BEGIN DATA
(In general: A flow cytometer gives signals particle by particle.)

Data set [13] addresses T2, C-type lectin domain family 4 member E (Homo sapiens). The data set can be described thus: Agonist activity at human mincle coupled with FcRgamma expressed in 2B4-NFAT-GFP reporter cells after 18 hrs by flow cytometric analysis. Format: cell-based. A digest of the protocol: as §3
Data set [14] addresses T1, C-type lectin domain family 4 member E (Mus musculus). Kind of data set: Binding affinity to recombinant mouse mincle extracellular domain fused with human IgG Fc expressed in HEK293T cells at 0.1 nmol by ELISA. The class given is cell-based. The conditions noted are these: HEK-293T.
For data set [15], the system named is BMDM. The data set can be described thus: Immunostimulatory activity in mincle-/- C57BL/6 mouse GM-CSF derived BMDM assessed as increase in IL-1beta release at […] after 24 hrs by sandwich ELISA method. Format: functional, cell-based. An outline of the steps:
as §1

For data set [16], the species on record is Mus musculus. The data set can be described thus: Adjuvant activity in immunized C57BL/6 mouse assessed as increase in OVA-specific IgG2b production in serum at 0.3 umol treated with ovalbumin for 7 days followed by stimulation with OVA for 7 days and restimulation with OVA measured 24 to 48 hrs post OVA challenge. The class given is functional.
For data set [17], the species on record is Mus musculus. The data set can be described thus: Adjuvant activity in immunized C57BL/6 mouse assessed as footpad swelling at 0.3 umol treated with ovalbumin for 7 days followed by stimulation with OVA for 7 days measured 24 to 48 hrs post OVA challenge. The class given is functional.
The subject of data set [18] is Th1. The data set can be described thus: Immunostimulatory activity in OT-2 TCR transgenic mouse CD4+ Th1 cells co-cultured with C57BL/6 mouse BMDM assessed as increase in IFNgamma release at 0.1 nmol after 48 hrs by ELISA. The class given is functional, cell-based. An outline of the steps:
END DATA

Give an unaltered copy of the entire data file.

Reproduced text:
(In general: A flow cytometer gives signals particle by particle.)

Data set [13] addresses T2, C-type lectin domain family 4 member E (Homo sapiens). The data set can be described thus: Agonist activity at human mincle coupled with FcRgamma expressed in 2B4-NFAT-GFP reporter cells after 18 hrs by flow cytometric analysis. Format: cell-based. A digest of the protocol: as §3
Data set [14] addresses T1, C-type lectin domain family 4 member E (Mus musculus). Kind of data set: Binding affinity to recombinant mouse mincle extracellular domain fused with human IgG Fc expressed in HEK293T cells at 0.1 nmol by ELISA. The class given is cell-based. The conditions noted are these: HEK-293T.
For data set [15], the system named is BMDM. The data set can be described thus: Immunostimulatory activity in mincle-/- C57BL/6 mouse GM-CSF derived BMDM assessed as increase in IL-1beta release at […] after 24 hrs by sandwich ELISA method. Format: functional, cell-based. An outline of the steps:
as §1

For data set [16], the species on record is Mus musculus. The data set can be described thus: Adjuvant activity in immunized C57BL/6 mouse assessed as increase in OVA-specific IgG2b production in serum at 0.3 umol treated with ovalbumin for 7 days followed by stimulation with OVA for 7 days and restimulation with OVA measured 24 to 48 hrs post OVA challenge. The class given is functional.
For data set [17], the species on record is Mus musculus. The data set can be described thus: Adjuvant activity in immunized C57BL/6 mouse assessed as footpad swelling at 0.3 umol treated with ovalbumin for 7 days followed by stimulation with OVA for 7 days measured 24 to 48 hrs post OVA challenge. The class given is functional.
The subject of data set [18] is Th1. The data set can be described thus: Immunostimulatory activity in OT-2 TCR transgenic mouse CD4+ Th1 cells co-cultured with C57BL/6 mouse BMDM assessed as increase in IFNgamma release at 0.1 nmol after 48 hrs by ELISA. The class given is functional, cell-based. An outline of the steps: